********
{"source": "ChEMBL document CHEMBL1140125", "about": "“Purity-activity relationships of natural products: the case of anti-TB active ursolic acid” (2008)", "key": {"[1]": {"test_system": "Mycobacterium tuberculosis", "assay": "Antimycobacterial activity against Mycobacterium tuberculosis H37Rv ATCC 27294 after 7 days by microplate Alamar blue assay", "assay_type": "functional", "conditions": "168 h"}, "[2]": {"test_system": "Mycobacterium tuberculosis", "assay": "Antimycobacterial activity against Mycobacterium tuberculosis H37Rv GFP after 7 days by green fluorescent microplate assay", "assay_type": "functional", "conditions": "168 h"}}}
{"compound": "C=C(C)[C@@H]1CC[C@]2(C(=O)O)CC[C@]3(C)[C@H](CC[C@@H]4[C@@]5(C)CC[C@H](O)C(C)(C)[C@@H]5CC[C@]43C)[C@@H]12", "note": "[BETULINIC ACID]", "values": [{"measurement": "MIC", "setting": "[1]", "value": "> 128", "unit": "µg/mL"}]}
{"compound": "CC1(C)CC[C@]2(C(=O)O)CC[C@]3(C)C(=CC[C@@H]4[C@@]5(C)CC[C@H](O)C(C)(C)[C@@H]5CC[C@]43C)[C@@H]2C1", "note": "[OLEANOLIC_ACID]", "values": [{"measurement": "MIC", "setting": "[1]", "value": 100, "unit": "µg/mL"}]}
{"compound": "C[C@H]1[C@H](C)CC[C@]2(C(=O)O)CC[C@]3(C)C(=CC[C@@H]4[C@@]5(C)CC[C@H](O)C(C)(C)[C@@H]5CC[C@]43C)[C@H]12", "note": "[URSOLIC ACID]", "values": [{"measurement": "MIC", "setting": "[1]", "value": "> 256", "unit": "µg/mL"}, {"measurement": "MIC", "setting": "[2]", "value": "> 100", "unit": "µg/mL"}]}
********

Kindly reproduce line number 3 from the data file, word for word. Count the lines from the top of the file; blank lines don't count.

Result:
{"compound": "CC1(C)CC[C@]2(C(=O)O)CC[C@]3(C)C(=CC[C@@H]4[C@@]5(C)CC[C@H](O)C(C)(C)[C@@H]5CC[C@]43C)[C@@H]2C1", "note": "[OLEANOLIC_ACID]", "values": [{"measurement": "MIC", "setting": "[1]", "value": 100, "unit": "µg/mL"}]}